One of the great advantages of the TTU team is that we're able to deploy a tremendous amount of assets (24 StickNet probes and two mobile radars) using only six vehicles. While this setup is fantastic for keeping the gas costs of driving 11000+ miles down, it doesn't leave much room for the possesions of the 18 team members. Luckily, we have some help from two vehicles from the University of Michigan that serve primarily as radar scouts, but just as importantly (for our well-being at least) as porters for our luggage. Still, each member has to cram everything they'll need on the 45 day trip into luggage that would pass the carry-on requirements for airlines. After about a week on the road this results in a mad rush for available hotel washing mashines and spare quarters becoming a precious commodity.

Secondly, since we can't bring a few mascots along with us, we have to find someone to take care of our pets. That's why I spent last weekend driving up to Denver to drop my dog (and VORTEX2-2009 good luck charm) L.C. (pictured on the right) off at my parent's place. Fortunately she seems to be getting along great with my parents new dog Stringer Belle (on the left), so no last minute doggy-day-care reservations are necessary. I'm told that she spent her first day without her beloved owner going on a 3-mile walk and chasing squirrels in the backyard. I guess dogs express their grief in different ways.

That's all I've got for now, I look forward to interacting with everyone over the course of the project. In the meantime, I'll be scrounging quarters from around the house.

Friday, April 23, 2010

Why do I do what I do?

To kick off the VORTEX 2 season, I thought I'd start with some stories about why I'm interested in weather, and tornadoes in particular. I am Tanya Brown, a PhD candidate in Wind Science and Engineering at Texas Tech, and I just successfully defended my dissertation yesterday (so after 10 years in college, I will finally hang em up in August)! I have a B.S. in Atmospheric Science and a M.S. in Water Resources Science both from the University of Kansas. But my interest in weather began far before my first year of college.

When I was a young child, I lived in Kansas and Oklahoma until I was 9 years old. Living there, you either grow up terrified or fascinated by severe weather. I was on the fascinated side. I can remember many times being woken up in the middle of the night by my mom, and driving to a nearby church, friend's house, or Grandma's, where we could find safety in the basement. But I don't ever remember being really scared. I thought storms were beautiful and powerful.

My interest really kicked into gear when I was about 10 or 11. My dad called one evening in May to tell my sister and I that his house in northern Oklahoma had been destroyed by a tornado, and that he had escaped by driving the 2 mile drive to my grandma's to seek shelter in her storm cellar shortly before the storm hit. These were the kinds of things that happened to other people, not my family. At the time, we were living in Hawaii, as my stepdad had recently been assigned to an Army post there. So this didn't even affect my daily life, yet it is the moment that I consider to have permanently set me on my course, even though I didn't know it at the time.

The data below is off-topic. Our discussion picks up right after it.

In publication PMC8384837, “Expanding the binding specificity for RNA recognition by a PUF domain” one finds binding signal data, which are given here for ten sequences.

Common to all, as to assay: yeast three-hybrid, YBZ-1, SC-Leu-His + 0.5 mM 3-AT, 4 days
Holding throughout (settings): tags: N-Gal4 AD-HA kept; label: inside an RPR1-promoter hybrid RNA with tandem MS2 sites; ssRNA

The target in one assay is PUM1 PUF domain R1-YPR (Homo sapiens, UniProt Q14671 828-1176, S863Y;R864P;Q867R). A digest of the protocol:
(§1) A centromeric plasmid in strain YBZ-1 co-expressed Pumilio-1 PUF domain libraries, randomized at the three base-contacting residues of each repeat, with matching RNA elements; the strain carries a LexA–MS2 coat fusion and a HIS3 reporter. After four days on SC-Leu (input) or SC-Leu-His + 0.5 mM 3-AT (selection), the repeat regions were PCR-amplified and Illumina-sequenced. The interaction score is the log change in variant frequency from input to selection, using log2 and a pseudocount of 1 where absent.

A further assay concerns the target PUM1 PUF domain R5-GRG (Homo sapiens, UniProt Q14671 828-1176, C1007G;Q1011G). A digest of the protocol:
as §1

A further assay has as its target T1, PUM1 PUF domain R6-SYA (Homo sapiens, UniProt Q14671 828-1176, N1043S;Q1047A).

It was in Hawaii that I got my first taste of another kind of threatening weather....hurricanes. We lived on the island when Hurricane Iniki made landfall in 1992. As fate would have it, we left Hawaii in 1995 to move to North Carolina, which was pounded by hurricanes multiple times in the late 90's. Again, I never remember there being a fear, but more a respect and fascination.

It was in high school that I really decided my career course. A lot of my friends knew they wanted to be doctors or lawyers or teachers or join the military. I wasn't so sure, but it was a high school boyfriend that suggested looking into studying meteorology. And that was it.....I never for a second considered doing anything else. I spent four years at KU learning about and teaching students about the weather. When my four years were up, I knew I wasn't done learning, and I definitely wasn't ready to stop teaching lab classes, so I applied for and was admitted to the Water Resources graduate program through the School of Engineering. The majority of my studies focused on flooding hazards, but I got a real taste of some of the true civil engineering courses. And I realized that it was possible to not only study weather, but to study how to keep people safer from destructive storms.

This realization brought me to Texas Tech in 2006. I was admitted to the PhD program, and I knew from the beginning that I wanted to study wind damage. I wanted to understand not only the events, but how they damaged structures, so that one day we could make them even safer, and so people like my dad wouldn't lose their homes, and would have more time to get to safety. I've spent the past 4 years working towards this goal. I've completed several ground damage surveys, and have used aerial and satellite photos to assess windstorm damage as well. This year marks the 4th year that I've participated in Tech's severe storm field research programs. And it all feeds back to the idea of making people safer from severe weather, by giving better forecasts and warnings and building better structures.

I believe in fate. And for me, it all started with a tornado in Burbank, OK in the early 90's......